Galactosamine was found consistently as a minor component of the envelope of five species of slow-growing mycobacteria, including all the major human pathogens, but not three rapid-growing species. The amino sugar was a component of the arabinogalactan of the cell wall skeleton, and occurred at the level of about one residue per arabinogalactan chain. Its amino group was in the free, un-N-acetylated state. Examination of oligosaccharides released by partial acid hydrolysis of arabinogalactan by fast atom bombardment-MS and gas chromatography-MS identified a series of oligoarabinans, each possessing one GalN unit, linked to position 2 of arabinose. It is proposed that the GalN residues occur as stub branches of 1 → 5-linked arabinose chains in the arabinogalactan. Possible functions of GalN are discussed.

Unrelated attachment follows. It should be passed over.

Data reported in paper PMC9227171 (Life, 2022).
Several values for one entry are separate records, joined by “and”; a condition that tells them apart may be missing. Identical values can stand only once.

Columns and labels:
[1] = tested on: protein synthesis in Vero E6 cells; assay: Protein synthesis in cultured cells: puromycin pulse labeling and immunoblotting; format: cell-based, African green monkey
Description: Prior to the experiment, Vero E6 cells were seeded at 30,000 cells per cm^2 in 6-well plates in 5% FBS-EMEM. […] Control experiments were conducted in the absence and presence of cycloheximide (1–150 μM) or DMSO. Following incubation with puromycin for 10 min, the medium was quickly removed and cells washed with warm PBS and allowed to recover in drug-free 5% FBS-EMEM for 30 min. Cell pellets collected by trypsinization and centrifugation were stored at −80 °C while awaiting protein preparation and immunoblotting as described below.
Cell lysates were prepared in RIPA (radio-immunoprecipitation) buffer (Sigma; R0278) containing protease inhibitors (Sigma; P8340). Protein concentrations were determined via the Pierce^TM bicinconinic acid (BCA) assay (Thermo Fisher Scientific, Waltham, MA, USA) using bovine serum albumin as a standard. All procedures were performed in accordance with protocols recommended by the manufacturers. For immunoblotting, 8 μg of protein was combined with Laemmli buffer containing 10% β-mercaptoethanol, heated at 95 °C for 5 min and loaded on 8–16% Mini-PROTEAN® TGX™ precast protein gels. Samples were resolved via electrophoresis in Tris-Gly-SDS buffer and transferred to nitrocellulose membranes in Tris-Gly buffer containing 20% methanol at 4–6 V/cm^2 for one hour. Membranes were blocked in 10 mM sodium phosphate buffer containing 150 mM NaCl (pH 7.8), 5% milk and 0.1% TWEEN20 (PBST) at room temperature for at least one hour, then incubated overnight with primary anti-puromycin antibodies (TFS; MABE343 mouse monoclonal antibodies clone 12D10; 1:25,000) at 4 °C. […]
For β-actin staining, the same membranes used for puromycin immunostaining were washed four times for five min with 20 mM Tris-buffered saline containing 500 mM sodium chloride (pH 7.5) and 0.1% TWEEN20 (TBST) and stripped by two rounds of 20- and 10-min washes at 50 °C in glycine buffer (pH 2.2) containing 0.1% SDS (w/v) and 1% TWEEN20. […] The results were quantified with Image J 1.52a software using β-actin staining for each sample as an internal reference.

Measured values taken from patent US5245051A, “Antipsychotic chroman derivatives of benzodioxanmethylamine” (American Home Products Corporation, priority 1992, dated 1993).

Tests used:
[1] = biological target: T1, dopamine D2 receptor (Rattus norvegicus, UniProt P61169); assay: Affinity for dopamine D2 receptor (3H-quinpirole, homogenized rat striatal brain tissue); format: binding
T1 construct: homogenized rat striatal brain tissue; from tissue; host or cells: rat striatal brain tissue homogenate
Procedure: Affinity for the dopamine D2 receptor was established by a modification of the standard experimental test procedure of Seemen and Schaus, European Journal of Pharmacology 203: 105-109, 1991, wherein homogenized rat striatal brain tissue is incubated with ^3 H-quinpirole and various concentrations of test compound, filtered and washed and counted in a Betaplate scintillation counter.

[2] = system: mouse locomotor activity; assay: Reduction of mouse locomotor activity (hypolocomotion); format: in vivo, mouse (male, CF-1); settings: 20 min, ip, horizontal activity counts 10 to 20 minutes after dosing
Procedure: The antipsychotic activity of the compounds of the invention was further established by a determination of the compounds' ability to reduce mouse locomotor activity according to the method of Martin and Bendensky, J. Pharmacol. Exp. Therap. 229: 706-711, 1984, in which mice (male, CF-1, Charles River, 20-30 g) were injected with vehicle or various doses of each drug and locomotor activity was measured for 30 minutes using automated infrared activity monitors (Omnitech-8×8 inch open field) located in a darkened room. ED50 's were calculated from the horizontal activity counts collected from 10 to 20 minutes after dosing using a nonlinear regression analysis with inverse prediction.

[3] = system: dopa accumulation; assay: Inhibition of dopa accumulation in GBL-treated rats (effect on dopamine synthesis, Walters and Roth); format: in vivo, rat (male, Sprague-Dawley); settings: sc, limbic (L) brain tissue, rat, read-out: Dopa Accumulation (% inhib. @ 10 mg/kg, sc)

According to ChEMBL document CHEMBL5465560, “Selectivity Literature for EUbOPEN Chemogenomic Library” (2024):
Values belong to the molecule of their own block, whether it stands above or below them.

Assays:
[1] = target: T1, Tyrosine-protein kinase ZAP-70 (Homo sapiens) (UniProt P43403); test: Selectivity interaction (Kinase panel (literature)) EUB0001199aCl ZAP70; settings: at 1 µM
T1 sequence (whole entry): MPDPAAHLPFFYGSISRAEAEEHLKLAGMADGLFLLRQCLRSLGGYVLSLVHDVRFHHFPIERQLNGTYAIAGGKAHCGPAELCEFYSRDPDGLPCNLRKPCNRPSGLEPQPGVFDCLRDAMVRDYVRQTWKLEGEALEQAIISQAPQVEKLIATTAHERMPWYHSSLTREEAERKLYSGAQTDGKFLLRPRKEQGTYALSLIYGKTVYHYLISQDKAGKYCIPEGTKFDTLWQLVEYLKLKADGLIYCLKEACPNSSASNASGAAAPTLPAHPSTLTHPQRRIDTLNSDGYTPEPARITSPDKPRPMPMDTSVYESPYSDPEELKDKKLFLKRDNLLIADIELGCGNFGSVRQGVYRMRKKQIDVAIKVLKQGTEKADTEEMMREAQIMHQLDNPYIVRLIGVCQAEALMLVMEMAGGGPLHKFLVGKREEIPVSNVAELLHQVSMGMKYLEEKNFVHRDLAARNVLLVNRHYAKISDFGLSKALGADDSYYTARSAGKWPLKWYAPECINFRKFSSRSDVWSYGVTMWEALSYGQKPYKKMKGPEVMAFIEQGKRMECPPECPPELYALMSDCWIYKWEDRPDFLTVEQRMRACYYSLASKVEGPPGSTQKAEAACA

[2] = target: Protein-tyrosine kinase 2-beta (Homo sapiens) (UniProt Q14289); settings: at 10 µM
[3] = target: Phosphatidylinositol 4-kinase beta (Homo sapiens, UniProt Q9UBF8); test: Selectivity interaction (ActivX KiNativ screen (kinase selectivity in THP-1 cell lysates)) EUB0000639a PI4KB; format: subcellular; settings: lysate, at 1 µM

Research Article| October 15 1997
Galactosamine in walls of slow-growing mycobacteria
- Views Icon Views
- Share Icon Share
Philip DRAPER, Kay-Hooi KHOO, Delphi CHATTERJEE, Anne DELL, R. Howard MORRIS; Galactosamine in walls of slow-growing mycobacteria. Biochem J 15 October 1997; 327 (2): 519–525. doi: https://doi.org/10.1042/bj3270519
Download citation file: